Aims: To evaluate and compare survival after out-of-hospital (OHCA), where an automated external defibrillator (AED) was used, in densely, moderately and thinly populated areas. Also, to evaluate the association between AED retrieval distance and survival after OHCA. Methods: From 2014 to 2018, AEDs used during OHCA in the region of Southern Denmark were systematically collected. OHCAs were included if the OHCA address was known. OHCAs at nursing homes were excluded. To evaluate population density, a map with 1000 × 1000 meter grid cells was used with each cell color-graded according to the number of inhabitants. Densely, moderately and thinly populated areas were defined as ≥200 inhabitants, 20–199 inhabitants and 0–19 inhabitants per km 2, respectively. Primary outcome was 30-day survival. Results: A total of 423 cases of OHCA were included, of which 207 (49%) occurred in densely populated areas, while 78 (18%) and 138 (33%) occurred in moderately and thinly populated areas, respectively. AED retrieval distances were: densely populated 105 m (IQR 5–450), moderately populated 220 m (IQR 5–450) and thinly populated 350 m (IQR 5–1500) (P < 0.001). Thirty-day survival was 40%, 31% and 34%, respectively (P = 0.3). In a multivariable regression analysis, mortality increased with 10% per 100 m an AED was placed further away from the site of OHCA. Conclusion: Survival after OHCA, where an AED was used, did not seem to differ in thinly, moderately and densely populated areas. The length of the AED retrieval distance, however, was correlated with reduced survival after adjusting for other potentially explanatory variables.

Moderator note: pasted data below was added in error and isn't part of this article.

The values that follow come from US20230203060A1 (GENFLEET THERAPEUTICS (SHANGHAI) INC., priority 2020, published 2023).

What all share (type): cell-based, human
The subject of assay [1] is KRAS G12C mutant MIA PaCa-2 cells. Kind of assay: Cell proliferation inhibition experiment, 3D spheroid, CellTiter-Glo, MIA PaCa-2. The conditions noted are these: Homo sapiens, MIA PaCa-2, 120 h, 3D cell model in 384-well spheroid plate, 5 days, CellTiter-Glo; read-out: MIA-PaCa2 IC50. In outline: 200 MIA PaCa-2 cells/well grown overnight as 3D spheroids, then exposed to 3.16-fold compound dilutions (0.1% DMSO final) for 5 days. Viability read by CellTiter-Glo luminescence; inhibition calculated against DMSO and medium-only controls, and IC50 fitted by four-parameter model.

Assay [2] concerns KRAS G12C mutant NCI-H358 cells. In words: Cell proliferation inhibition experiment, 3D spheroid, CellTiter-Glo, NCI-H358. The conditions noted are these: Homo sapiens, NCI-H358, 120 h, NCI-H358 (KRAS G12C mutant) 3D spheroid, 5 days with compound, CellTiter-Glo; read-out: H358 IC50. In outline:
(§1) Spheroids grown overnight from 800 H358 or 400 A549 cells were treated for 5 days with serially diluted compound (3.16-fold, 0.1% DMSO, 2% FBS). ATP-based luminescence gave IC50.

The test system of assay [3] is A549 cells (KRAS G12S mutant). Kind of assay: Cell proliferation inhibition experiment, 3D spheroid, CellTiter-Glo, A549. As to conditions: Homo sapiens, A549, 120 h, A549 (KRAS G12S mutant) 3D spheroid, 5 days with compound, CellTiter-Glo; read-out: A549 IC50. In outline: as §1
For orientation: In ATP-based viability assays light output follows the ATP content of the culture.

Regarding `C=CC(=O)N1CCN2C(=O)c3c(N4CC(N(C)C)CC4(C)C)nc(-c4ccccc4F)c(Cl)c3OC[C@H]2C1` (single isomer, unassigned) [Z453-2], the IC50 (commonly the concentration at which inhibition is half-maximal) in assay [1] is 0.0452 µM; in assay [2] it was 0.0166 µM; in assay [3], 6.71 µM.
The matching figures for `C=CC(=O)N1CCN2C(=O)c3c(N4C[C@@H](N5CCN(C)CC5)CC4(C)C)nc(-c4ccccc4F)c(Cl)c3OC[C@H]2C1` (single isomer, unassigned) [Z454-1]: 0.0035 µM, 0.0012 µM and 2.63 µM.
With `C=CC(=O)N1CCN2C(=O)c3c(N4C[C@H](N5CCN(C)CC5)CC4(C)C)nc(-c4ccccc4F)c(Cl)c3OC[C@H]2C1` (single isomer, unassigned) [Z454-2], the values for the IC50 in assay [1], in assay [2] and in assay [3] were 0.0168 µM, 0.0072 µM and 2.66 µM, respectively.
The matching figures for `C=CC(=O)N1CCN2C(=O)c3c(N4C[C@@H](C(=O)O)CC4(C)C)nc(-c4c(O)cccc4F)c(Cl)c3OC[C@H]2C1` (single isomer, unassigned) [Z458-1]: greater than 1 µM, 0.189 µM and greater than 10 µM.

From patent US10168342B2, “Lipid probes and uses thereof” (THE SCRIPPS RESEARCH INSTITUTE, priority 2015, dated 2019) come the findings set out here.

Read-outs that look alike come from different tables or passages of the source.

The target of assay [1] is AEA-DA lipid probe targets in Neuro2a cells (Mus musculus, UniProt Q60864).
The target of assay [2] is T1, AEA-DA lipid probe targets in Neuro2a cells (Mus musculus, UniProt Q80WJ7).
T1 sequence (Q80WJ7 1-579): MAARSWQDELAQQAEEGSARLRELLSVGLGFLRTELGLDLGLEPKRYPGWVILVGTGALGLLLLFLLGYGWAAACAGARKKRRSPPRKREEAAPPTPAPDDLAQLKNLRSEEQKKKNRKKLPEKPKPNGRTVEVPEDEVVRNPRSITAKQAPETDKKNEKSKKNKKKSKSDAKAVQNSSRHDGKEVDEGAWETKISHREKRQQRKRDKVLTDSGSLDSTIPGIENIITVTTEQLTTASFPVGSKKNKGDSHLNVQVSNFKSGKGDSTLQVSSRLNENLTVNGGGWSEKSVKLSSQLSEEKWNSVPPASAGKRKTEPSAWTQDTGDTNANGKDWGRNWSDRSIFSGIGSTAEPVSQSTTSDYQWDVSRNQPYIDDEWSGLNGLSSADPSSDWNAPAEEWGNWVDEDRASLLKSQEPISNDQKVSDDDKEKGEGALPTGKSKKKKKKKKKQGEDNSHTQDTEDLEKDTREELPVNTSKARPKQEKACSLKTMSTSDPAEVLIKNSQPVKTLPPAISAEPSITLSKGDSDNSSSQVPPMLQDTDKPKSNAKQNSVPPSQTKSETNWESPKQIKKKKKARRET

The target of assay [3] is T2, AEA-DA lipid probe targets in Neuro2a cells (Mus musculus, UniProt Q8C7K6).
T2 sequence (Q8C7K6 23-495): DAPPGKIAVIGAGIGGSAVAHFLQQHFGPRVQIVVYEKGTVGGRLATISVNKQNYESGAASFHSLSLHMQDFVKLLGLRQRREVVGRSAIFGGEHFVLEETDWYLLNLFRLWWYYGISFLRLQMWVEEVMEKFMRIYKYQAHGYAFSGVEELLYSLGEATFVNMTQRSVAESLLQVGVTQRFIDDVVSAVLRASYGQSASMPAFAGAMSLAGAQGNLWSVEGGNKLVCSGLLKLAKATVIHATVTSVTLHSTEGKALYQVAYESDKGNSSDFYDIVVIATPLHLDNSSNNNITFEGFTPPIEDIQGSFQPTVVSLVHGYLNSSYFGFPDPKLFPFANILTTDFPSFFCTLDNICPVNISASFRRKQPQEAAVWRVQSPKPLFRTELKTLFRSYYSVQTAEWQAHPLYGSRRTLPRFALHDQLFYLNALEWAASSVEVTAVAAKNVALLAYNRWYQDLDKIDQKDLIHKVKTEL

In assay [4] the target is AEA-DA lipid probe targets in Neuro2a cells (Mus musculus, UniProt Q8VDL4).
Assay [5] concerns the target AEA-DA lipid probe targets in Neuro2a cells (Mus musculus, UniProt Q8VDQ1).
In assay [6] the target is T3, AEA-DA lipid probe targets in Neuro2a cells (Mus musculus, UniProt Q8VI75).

|Publication status||Published - Jan 2022|
- Automated external defibrillator
- Bystander defibrillation
- Out-of-hospital cardiac arrest
- Volunteer first responders